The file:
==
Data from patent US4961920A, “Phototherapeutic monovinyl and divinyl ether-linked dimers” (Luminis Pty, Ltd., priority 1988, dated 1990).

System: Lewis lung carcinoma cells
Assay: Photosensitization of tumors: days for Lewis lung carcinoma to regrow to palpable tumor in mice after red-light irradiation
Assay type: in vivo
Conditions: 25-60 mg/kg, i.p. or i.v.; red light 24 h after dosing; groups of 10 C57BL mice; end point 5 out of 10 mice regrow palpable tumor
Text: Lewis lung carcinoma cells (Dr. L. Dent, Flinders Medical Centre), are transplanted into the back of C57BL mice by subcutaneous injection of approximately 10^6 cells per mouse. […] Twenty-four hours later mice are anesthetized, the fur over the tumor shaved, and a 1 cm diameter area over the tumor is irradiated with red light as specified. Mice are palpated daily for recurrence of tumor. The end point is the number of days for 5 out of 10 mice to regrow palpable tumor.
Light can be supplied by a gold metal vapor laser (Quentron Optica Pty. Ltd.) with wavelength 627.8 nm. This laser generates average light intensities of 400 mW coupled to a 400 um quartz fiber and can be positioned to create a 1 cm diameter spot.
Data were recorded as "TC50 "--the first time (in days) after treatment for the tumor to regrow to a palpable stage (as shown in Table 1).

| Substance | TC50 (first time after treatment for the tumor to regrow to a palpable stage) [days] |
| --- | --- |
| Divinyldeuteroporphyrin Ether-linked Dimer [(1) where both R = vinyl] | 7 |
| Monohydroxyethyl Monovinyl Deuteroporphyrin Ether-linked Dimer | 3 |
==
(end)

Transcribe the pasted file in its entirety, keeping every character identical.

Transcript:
Data from patent US4961920A, “Phototherapeutic monovinyl and divinyl ether-linked dimers” (Luminis Pty, Ltd., priority 1988, dated 1990).

System: Lewis lung carcinoma cells
Assay: Photosensitization of tumors: days for Lewis lung carcinoma to regrow to palpable tumor in mice after red-light irradiation
Assay type: in vivo
Conditions: 25-60 mg/kg, i.p. or i.v.; red light 24 h after dosing; groups of 10 C57BL mice; end point 5 out of 10 mice regrow palpable tumor
Text: Lewis lung carcinoma cells (Dr. L. Dent, Flinders Medical Centre), are transplanted into the back of C57BL mice by subcutaneous injection of approximately 10^6 cells per mouse. […] Twenty-four hours later mice are anesthetized, the fur over the tumor shaved, and a 1 cm diameter area over the tumor is irradiated with red light as specified. Mice are palpated daily for recurrence of tumor. The end point is the number of days for 5 out of 10 mice to regrow palpable tumor.
Light can be supplied by a gold metal vapor laser (Quentron Optica Pty. Ltd.) with wavelength 627.8 nm. This laser generates average light intensities of 400 mW coupled to a 400 um quartz fiber and can be positioned to create a 1 cm diameter spot.
Data were recorded as "TC50 "--the first time (in days) after treatment for the tumor to regrow to a palpable stage (as shown in Table 1).

| Substance | TC50 (first time after treatment for the tumor to regrow to a palpable stage) [days] |
| --- | --- |
| Divinyldeuteroporphyrin Ether-linked Dimer [(1) where both R = vinyl] | 7 |
| Monohydroxyethyl Monovinyl Deuteroporphyrin Ether-linked Dimer | 3 |